Regional parks

Important notice

Keep Hunua Kauri healthy

Kauri dieback is a deadly disease, killing Kauri trees throughout the Auckland region. The Hunua ranges are currently a healthy Kauri area - help us keep it this way.


Kauri protection zones

Auckland Council has defined special areas of Kauri in the Hunua ranges for protection. These zones have dense kauri forests so tracks pose a high risk of the disease entering the Kauri forest. Tracks through these zones have been closed to public access.


Track closures

  • The Workman track (from Workman Road to Mt Workman) a detour is in place.
  •  Mangatangi trig track (east from the trig to Workman road).

For a map of closed tracks click here.

For more information visit Kauri protection.  Also see information about Track closures in the Hunua ranges or www.kauridieback.co.nz.


Hunua Ranges Feral Goat Control 2014

For details about feral goat control in the Hunua Ranges, including a map click here.

About
Park facilities
Park activities
Tracks
History

About this park

These bush clad ranges with streams, waterfalls and magnificent vistas offer a natural playground less than an hours drive from Auckland. The park is the largest native forest in the Auckland region. Enjoy a family outing to the Hunua Falls with picnic areas and a variety of walks.  The following form part of the Hunua Ranges:


Opening hours

Pedestrian access Open 24 hours
Summer gate opening hours
8:00 a.m. - 9:00 p.m.
(Daylight savings)
Winter gate opening hours
8:00 a.m. - 7:00 p.m.
(Non daylight savings)

How to get to Hunua Ranges

Travel south on State Highway 1 and take the Papakura exit. Follow Beach Road across Great South Road and along Settlement Road. Turn right by Edmund Hillary School into Hunua Road. Follow Hunua Road through the Hunua Gorge to the Hunua village.

Hunua Falls: Just before entering the village, turn left into White Road, then right into Falls Road and follow this road to Hunua Falls.

Wairoa Dam: Drive through Hunua village, continue for 8km and turn left into Moumoukai Road. Wairoa Dam is on the left about 1km along this road.

Mangatawhiri Dam: Follow the same directions for Wairoa but follow Moumoukai Rd to its end in the Mangatawhiri valley.

View larger map

Distance from Auckland CBD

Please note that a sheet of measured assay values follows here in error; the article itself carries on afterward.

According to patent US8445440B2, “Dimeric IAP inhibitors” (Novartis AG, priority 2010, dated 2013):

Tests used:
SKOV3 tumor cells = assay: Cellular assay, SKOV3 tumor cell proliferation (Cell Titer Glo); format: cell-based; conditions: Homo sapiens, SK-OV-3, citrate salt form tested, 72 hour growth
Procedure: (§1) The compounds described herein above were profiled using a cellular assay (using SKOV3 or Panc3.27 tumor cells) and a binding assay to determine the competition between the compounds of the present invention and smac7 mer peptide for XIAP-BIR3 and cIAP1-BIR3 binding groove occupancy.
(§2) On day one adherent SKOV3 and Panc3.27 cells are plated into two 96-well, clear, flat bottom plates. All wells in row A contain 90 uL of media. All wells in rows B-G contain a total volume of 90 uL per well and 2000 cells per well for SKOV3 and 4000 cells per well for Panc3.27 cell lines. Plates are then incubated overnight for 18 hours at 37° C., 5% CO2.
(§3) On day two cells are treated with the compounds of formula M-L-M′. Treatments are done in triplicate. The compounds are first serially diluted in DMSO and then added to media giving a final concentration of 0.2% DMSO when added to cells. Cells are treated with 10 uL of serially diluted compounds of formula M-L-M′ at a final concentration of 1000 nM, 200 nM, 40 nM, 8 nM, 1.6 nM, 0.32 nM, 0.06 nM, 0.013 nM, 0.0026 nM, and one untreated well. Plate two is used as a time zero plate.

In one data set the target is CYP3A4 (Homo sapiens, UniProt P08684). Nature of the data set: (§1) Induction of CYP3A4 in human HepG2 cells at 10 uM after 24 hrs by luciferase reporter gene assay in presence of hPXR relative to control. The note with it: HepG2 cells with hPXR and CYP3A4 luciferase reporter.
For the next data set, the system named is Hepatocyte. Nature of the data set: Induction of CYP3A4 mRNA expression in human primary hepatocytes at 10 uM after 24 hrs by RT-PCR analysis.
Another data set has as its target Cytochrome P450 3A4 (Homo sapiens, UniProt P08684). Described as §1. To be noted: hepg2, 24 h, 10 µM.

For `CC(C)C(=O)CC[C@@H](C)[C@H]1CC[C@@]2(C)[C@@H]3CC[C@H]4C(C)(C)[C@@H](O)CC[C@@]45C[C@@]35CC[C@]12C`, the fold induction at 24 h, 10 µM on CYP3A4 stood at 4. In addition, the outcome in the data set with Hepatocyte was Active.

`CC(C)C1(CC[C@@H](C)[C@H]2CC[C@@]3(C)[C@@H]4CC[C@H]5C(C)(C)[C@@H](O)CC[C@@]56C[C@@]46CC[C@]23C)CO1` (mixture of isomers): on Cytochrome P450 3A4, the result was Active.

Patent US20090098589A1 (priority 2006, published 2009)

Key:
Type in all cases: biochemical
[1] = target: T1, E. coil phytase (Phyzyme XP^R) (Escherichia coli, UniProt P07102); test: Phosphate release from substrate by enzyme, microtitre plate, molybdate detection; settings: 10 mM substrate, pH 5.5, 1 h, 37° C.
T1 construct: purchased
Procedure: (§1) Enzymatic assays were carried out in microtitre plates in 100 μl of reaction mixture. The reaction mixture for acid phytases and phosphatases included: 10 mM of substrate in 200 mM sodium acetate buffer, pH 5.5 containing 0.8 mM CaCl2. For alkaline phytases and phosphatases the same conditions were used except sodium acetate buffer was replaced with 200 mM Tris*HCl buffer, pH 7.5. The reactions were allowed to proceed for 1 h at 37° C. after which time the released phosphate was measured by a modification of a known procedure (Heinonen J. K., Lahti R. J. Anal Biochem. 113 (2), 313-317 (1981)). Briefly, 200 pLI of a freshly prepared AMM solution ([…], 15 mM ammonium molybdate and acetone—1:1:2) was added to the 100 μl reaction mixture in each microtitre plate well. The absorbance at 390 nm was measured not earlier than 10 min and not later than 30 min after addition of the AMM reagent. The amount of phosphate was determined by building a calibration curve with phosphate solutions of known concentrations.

50 km


Maps

Park facilities

SCC campgrounds and designated parking areas
SCC campgrounds and designated parking areas Upper Mangatawhiri SCC parking area
Interpretation
Interpretation
Limited mobility toilet
Limited mobility toilet

There are wheelchair accessible toilets at Mangatawhiri.

Long drop / vault toilet
Long drop / vault toilet
Mobility access (partial)
Mobility access (partial)

Hunua Falls can be accessed from the carpark (2 mins).

Native bush
Native bush
Parking
Parking

Additional parking is available in paddocks in the valley.

Picnic tables
Picnic tables

Picnic tables are provided at Hunua Falls, Wairoa and Mangatawhiri. Or you can find your own favourite spot.

Potable water
Potable water

There is a drinking fountain.

Pram access
Pram access

It is possible to take a pram to all four dams from the carparks.

Toilet block
Toilet block
Unsealed access road
Unsealed access road

Park activities

Tracks

History

Māori used the hills and forests of the Hūnua Ranges primarily as a source of food and timber, and as a refuge rather than for permanent residence.

Rugged terrain, poor soils and difficult access meant this land was the last in the Auckland region to be settled by Europeans. From around 1870 parts of the forest were cleared for farming and for timber, but farming was always a marginal activity here.

However, the Hu-nua Falls have been a popular attraction for Aucklanders since Victorian times, when they were known as the “Wairoa Falls” and visitors travelled by steamer to Clevedon and took day trips to the falls.

Two manganese mines have operated in the Hünua Ranges. During World War II, ore from a mine in the Moumoukai Valley was transported from the hilltop via a flying fox to a railway on the valley floor.

But water was to be the main resource taken from the Hūnua Ranges. The four water supply dams there include the Mangatangi Reservoir, which is New Zealand’s largest water supply dam and second largest earth dam. The extensive 169-hectare lake holds 37 million cubic metres of water and has an average daily yield of 101,100 cubic metres.

The Auckland City Council had begun purchasing land in the Hünua Ranges for water supply purposes in the 1940s, acquiring almost all of the ranges by 1960. In 1965 the agency that was to become the Auckland Regional Council (ARC) took over metropolitan water supply and management of the water catchment areas. The land was transferred to the restructured and renamed ARC for park purposes in 1992.  About a third of the land is planted in pine trees. A commercial forestry company leases this area from the Council and access is restricted for safety reasons.